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Vitamin E concentration in alpaca meat and its impact on oxidative traits during retail display

Smith, Melanie A., Nelson, Courtney L., Biffin, Tamara E., Bush, Russell D., Hall, Evelyn J.S., Hopkins, David L.
Meat science 2019 v.151 pp. 18-23
alpacas, color, death, lipid peroxidation, longissimus muscle, meat, meat quality, oxidation, sheep, thiobarbituric acid-reactive substances, vitamin E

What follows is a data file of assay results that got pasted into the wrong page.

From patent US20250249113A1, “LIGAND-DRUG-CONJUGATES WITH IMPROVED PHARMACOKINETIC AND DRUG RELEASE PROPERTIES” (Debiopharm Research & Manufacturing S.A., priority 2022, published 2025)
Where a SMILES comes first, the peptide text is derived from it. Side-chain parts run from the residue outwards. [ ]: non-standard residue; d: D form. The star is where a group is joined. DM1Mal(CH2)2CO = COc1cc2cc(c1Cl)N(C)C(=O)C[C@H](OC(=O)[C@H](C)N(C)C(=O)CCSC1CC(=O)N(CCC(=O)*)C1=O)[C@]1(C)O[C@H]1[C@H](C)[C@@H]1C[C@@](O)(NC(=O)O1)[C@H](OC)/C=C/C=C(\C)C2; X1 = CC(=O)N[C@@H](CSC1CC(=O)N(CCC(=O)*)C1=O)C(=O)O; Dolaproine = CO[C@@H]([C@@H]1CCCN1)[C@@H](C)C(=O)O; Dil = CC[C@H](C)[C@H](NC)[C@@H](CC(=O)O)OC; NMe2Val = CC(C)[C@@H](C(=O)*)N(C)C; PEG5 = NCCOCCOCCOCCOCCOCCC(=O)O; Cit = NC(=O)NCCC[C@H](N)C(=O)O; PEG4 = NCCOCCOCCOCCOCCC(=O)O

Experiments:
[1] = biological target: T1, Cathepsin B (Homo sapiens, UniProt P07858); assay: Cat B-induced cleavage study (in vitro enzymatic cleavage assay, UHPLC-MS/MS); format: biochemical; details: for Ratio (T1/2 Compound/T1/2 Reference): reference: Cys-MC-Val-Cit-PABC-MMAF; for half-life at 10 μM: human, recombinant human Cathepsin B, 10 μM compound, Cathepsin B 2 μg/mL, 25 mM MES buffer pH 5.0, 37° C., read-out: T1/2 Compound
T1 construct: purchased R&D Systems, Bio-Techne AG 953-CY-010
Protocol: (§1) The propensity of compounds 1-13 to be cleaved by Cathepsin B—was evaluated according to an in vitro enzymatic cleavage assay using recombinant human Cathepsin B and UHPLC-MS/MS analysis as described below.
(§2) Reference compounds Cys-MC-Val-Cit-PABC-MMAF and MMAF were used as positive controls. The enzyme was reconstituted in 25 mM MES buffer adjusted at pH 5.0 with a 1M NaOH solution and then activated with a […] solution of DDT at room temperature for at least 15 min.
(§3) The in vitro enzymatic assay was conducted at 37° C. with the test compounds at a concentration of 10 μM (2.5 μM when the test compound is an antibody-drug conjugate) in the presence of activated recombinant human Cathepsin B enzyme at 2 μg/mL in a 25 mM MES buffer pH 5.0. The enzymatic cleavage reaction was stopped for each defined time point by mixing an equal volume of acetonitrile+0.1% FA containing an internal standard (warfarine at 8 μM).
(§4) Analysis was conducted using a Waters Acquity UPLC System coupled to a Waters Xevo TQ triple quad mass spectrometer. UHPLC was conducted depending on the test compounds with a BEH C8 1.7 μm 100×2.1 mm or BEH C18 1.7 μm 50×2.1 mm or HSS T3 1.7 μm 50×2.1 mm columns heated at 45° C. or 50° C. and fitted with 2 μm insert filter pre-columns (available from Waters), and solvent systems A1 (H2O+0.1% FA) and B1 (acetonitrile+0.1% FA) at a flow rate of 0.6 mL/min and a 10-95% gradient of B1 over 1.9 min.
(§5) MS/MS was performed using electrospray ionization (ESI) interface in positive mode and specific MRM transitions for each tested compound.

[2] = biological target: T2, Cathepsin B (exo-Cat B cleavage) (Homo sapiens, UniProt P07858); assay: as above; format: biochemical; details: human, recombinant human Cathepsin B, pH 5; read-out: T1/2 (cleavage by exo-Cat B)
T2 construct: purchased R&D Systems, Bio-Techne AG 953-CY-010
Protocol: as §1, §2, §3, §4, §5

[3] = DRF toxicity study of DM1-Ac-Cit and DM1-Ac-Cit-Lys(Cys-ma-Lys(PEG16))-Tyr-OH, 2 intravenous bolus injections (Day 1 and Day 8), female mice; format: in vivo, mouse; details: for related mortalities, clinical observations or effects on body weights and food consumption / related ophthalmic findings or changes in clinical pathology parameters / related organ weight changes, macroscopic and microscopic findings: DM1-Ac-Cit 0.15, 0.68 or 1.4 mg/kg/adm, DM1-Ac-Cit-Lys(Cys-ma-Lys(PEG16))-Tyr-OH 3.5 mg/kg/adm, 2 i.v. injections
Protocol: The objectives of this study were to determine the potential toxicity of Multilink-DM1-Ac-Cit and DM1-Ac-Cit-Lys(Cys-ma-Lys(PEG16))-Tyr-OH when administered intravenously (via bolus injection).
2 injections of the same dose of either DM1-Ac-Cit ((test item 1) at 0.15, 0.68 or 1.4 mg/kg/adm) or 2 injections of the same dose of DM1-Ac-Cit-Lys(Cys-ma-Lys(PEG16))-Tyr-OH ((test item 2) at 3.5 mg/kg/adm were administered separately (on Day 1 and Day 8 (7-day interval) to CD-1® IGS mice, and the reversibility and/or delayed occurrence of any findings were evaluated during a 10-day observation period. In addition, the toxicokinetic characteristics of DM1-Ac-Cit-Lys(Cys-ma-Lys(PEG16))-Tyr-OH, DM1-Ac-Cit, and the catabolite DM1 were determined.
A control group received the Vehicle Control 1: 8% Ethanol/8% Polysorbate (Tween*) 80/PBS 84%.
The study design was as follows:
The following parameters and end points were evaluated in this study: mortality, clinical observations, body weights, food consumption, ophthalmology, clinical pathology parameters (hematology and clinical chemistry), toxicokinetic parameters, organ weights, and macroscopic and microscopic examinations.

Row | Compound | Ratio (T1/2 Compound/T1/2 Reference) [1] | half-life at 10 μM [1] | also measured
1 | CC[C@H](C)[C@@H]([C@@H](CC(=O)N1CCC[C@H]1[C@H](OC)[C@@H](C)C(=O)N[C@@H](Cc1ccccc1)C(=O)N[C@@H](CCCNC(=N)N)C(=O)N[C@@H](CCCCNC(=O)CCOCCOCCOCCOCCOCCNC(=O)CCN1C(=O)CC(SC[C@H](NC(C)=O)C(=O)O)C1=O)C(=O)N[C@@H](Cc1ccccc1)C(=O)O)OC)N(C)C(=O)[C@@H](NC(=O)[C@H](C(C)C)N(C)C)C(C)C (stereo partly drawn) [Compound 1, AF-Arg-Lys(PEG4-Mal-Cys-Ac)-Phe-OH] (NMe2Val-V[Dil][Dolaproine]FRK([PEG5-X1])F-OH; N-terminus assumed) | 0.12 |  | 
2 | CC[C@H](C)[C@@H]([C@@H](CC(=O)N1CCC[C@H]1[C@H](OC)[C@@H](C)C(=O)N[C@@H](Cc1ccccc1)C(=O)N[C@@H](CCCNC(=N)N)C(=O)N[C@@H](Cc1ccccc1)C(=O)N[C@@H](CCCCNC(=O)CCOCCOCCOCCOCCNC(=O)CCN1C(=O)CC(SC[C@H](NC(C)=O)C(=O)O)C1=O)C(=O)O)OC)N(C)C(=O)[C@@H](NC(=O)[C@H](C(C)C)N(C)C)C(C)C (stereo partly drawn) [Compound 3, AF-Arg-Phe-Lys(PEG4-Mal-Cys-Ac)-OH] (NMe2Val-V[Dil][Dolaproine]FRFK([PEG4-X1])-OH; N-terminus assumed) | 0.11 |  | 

The longissimus thoracis et lumborum (LL), and adductor femoris (AF) muscles from 39 castrated, 23 (±1) month old huacaya alpacas were used to determine vitamin E content and the impact on lipid oxidation levels. At 24 h post death the LL and AF muscles were removed and sampled for meat quality analysis and subjected to simulated retail display. Vitamin E content of either muscle had no significant impact on colour stability or oxidation traits during retail display. This is thought to be due to the high levels of vitamin E (>5.4 mg/kg) in both muscles. Lipid oxidation levels were 0.2 mg MDA/kg higher in both muscles post retail display. However, overall differences in TBARS levels detected pre and post display were very low (<1.19 mg MDA/kg) and well below sheep threshold values of >3 mg MDA/kg. The mechanism behind why alpaca meat has such high vitamin E levels compared to other species requires further investigation.